Fed Regulatory Stance Seen Boosting 'Wall Street Party'
By Staff News & Analysis - December 29, 2014

Fed at Odds With BIS on Supervisory Approach … Federal Reserve officials have been clear they would like to use regulatory policy as a first line of defense when dealing with excess risk-taking in financial markets, with interest rates to be employed only in extreme cases when other tools have been exhausted – WSJ

Dominant Social Theme: Either raise rates or regulate borrowing – but do something a hard man would admire.

Free-Market Analysis: We almost missed this strange little article about some very big issues. Seems the Bank for International Settlements is upset with the Federal Reserve over its market posture.

Fed officials want to regulate market risks and forego interest rate hikes. BIS officials are on record stating that rates are too low in the United States and that asset bubbles are being created as a result.

Here's more:

"Efforts to promote financial stability through adjustments in interest rates would increase the volatility of inflation and employment," Fed Chairwoman Janet Yellen said in a July speech. "As a result, I believe a macroprudential approach to supervision and regulation needs to play the primary role."

This stance puts the U.S. central bank at odds with policy makers at the Basel-based Bank for International Settlements, which has been generally critical of the Fed's prolonged interest rate policy and its potential for generating asset bubbles.

In a telephone interview with The Wall Street Journal, BIS chief economist Hyun-Song Shin–a former Princeton professor–said he fundamentally disagrees with the Fed's view that it can use targeted regulatory tools to tame the excesses created by loose monetary policy. Instead, he said the two should work in concert to either make lending conditions looser or tighter.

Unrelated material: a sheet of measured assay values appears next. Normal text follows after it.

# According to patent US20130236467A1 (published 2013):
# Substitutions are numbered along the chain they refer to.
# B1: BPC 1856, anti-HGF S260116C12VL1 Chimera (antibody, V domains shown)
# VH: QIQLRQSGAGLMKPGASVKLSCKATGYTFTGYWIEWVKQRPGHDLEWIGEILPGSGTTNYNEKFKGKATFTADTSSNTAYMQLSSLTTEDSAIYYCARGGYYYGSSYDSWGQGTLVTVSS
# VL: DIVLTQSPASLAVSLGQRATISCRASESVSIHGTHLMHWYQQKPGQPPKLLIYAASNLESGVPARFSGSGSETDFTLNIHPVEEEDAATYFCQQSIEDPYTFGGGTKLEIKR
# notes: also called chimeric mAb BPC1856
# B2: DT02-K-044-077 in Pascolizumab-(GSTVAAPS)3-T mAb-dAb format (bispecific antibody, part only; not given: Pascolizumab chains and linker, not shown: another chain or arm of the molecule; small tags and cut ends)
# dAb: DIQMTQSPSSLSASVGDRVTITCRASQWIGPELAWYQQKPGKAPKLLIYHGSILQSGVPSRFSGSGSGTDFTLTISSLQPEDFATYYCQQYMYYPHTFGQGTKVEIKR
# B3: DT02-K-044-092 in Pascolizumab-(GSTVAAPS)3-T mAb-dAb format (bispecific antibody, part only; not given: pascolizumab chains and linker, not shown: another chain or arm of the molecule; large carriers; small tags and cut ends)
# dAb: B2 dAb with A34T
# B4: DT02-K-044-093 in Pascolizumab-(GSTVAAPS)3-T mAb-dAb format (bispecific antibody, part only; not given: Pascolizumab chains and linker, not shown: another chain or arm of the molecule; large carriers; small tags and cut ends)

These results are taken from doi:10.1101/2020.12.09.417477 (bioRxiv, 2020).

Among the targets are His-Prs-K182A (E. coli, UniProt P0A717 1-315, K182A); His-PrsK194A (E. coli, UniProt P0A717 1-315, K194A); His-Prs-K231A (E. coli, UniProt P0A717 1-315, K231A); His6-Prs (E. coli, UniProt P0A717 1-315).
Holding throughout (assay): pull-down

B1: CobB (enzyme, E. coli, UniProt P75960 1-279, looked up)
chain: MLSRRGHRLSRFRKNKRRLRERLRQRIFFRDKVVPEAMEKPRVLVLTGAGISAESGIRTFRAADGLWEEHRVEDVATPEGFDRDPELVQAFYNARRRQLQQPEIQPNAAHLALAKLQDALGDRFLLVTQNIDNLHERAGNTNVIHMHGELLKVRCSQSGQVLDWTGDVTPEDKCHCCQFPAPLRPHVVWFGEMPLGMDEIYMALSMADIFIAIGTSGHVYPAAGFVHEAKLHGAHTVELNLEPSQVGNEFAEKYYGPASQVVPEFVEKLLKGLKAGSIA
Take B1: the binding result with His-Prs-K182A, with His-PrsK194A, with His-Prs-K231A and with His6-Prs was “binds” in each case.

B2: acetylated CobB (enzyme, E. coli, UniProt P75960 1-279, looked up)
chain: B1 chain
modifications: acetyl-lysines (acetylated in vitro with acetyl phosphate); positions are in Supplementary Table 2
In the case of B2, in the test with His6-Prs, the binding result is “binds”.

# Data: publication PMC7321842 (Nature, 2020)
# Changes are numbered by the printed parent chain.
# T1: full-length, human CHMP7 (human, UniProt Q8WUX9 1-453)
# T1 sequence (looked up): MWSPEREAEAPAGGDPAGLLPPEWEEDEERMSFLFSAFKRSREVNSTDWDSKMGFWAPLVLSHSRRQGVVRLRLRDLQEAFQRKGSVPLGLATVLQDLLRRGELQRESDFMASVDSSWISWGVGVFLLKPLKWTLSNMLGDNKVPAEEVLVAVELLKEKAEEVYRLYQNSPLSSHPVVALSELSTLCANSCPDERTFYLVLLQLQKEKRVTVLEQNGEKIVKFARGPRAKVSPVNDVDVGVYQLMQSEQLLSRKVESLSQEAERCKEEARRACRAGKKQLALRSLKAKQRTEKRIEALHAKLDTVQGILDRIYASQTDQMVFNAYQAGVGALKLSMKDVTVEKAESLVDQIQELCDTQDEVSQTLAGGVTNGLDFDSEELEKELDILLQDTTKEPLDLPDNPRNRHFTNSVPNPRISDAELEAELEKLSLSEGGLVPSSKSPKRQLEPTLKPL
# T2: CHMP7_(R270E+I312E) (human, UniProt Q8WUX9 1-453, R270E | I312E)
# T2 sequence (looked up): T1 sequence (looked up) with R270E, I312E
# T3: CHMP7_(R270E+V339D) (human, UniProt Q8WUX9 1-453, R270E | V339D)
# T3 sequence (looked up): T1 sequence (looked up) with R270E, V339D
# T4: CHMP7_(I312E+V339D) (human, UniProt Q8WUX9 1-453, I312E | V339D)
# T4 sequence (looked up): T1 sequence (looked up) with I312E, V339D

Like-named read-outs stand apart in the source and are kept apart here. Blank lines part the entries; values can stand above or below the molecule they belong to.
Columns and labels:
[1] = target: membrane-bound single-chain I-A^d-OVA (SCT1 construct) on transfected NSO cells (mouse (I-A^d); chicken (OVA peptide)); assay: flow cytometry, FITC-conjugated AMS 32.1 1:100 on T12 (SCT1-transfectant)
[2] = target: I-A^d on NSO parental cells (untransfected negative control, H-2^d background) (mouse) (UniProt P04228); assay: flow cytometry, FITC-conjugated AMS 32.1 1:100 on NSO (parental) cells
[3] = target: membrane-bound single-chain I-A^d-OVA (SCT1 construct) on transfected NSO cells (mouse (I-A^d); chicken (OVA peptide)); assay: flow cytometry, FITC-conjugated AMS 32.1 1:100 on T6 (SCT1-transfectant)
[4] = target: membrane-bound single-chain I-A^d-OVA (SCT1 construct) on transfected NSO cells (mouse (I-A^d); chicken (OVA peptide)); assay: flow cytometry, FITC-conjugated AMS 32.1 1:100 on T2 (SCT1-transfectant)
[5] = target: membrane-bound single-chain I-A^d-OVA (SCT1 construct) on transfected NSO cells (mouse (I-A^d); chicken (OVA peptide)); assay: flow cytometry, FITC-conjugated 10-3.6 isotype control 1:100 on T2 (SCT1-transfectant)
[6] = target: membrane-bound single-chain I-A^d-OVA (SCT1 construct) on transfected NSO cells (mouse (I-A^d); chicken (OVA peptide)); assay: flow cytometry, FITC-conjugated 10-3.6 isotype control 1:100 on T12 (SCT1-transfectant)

"My own view and the house view is that this is a somewhat problematic view," Mr. Shin said. "Monetary policy works by either bringing spending forward, deferring spending—and you can bring spending forward by taking on more credit. So expansive monetary policy is pretty much synonymous" with looser financial conditions.

We can turn to an article posted at Vox to interpret the above text – as it does not explain the kind of "regulation" that the Fed has in mind. But Vox seems to clear that up for us. The story is entitled "The Federal Reserve is cracking down on giant banks' reckless borrowing."

Vox makes the following four points:

  • A new proposed Federal Reserve regulation will put tougher limits on how much debt (and therefore risk) the eight largest banks in America can carry.
  • This new rule is, by design, similar to — but tougher than — the international regulation negotiated in Basel, Switzerland.
  • Even though the formal rule is tougher, seven of the eight banks are already in compliance with it — JP Morgan will need about $22 billion in additional capital.
  • Banks have until 2019 to comply, so JP Morgan can easily raise the needed $22 billion out of retained profits between then and now. This just means reduced payouts to shareholders.

Now, there may be other regulatory aspects to what the Fed has in mind, but the above points must surely be part of the program. And thus, based on this, we'll give the argument to the BIS.

Regulations don't kill bubbles. They never do. In fact, history shows us that once bubbles are well established and everyone is making money (for a while) those regulations suddenly come under attack and are usually watered down. Human nature. The best way to kill a regulation is to expose it to a prolonged stock market rally.